Home Secretary Amber Rudd today claimed it is “completely unacceptable” for WhatsApp to allow terrorists to “hide” behind its encrypted messaging system.
Appearing on two politics shows this morning, Rudd made it clear she wants WhatsApp and other social media companies to do more to help the Government catch those plotting acts of terror.
Tech company bosses will meet with the Home Secretary this Thursday to discuss what more they can do to stop the proliferation of extremist materials online and also how they can assist security services.
Rudd’s tough talk was slightly undermined by her seemingly weak grasp of how social media platforms operate, claiming she wanted help from people who “understand the necessary hashtags.”
Westminster attacker Khalid Masood used WhatsApp just minutes before ploughing his car into pedestrians in central London, and on The Andrew Marr Show this morning Rudd was asked for her reaction to the fact that communications via the messaging service are encrypted.
She said: “It is completely unacceptable. There should be no place for terrorists to hide.
“We need to make sure that organisations like WhatsApp - and there are plenty of others like that - don’t provide a secret place for terrorists to communicate with each other.”
Despite her criticisms of the companies, Rudd insisted the Government needed to work with them in order to combat terrorism.
She said: “The best people who understand the technology, who understand the necessary hashtags to stop this stuff ever being put up, not just taken down, but ever being put up in the first place are going to be them.”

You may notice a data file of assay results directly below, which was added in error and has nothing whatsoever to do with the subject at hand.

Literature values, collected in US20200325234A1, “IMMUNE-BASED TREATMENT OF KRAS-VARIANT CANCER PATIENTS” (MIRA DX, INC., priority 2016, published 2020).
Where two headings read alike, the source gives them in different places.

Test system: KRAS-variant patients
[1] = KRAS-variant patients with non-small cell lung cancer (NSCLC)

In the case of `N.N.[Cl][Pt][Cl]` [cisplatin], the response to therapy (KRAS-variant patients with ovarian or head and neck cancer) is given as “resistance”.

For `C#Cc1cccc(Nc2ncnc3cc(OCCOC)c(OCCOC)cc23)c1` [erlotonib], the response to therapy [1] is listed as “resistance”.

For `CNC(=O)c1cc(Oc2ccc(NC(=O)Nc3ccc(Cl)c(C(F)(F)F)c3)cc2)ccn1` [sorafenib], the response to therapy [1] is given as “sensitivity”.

Appearing on Sky’s Sophy Ridge on Sunday show, Rudd said it was “absurd” that security services were unable to access the messages sent by Masood, and backed a so-called “backdoor” for investigators to be able access encrypted information.
The Home Secretary confirmed tech bosses would be meeting with her on Thursday to create an “industry board” and she said she was “calling time on terrorists using social media as their platform.”
Rudd’s comments come on the same day as Foreign Secretary Boris Johnson tore into internet firms such as Google for failing to remove jihadist propaganda from their sites.
Speaking to the Sunday Times, Johnson said: “I’m furious about it. I think it’s disgusting. They need to stop just making money out of prurient violent material.
“It’s time for the internet providers and the social media companies to accept their social responsibility and to take this stuff off the web.”
He added: “They need to develop new systems and algorithms to detect this stuff and remove it. They are not acting when they are tipped off.”
“Evil flourishes when good men do nothing — and that’s what’s happening here. They are putting up adverts next to it.”